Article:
one of the six powerful mortars built for the Wehrmacht
For his successful besiegement of Sevastopol in the Crimea, which fell in July of 1942, the German commander, then Colonel-General Erich von Manstein (promoted Field Marshal after taking the city) assembled an astonishing number of artillery pieces. These included 1,300 guns, 720 mortars plus, two 61.5cm howitzers known as “Odin” and “Thor.” (The Germans really were drama queens sometimes.) These howitzers fired a shell weighing 2,200 kilograms (4,850 lbs). These weapons were designed to use against concrete defenses.
(Source: Stopped at Stalingrad: The Luftwaffe and Hitler’s Defeat in the East, 1942-1943 by Joel S. A. Hayward)
“In preparation for the attack on Sevastopol scheduled for the early summer Heavy Artillery Battalion 833 was ordered to form a Karl-Batterie with three weapons on 18 February 1942, two of which were “Thor” and “Odin”. Camouflaged firing positions 15 metres (49 ft) long, 10 metres (33 ft) wide and 3 metres (9.8 ft) deep had to be dug for each howitzer to minimize Soviet counter-fire before they could move into position. On 20 May 1942 the 11th Army reported all three Karl-Geräte were at the front with a total of 72 heavy and 50 light concrete-piercing shells. LIV Army Corps reported that 19 heavy shells were fired between 2 and 6 June, 54 on 7 June and all 50 light shells between 8 and 13 June. More shells (29 heavy and 50 light) shipped to the battery before the end of the month. All 50 light shells were fired on 30 June and 25 heavy shells the following day. Many of these shells were fired at the two 305 millimetres (12.0 in) twin-gun armored turrets of the Maxim Gorkii coastal defense battery, although shells fired at the turrets had little effect other than to jam one of the turrets and possibly knock out electrical power to the turrets, both of which were repaired without too much trouble.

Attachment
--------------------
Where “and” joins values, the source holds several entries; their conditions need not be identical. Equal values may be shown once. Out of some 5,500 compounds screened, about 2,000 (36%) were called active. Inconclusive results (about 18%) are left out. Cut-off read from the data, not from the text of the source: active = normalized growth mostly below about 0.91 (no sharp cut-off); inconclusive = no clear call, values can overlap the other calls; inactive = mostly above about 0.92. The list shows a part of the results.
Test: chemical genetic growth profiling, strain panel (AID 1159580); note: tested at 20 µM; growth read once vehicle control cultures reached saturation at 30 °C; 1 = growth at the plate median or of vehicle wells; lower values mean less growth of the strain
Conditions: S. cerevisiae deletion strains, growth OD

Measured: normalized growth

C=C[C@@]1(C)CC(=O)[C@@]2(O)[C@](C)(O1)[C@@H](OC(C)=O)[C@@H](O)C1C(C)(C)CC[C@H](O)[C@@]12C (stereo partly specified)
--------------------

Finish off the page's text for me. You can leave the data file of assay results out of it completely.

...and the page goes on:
They did rather more damage to the concrete structure supporting the turrets as well as the command center located some 600 meters away (called the Bastion by the Germans). On 19 July 1942 the battery was ordered to ship their weapons to Hillersleben for refurbishment. One dud was recovered by the Soviets and flown to Moscow for evaluation.”
A section of three Mörser Karl Gerät 041 in action in Poland in 1944. The ‘Munitionsträger’ is shown on the extreme right. These mortars have the 540 mm tube fitted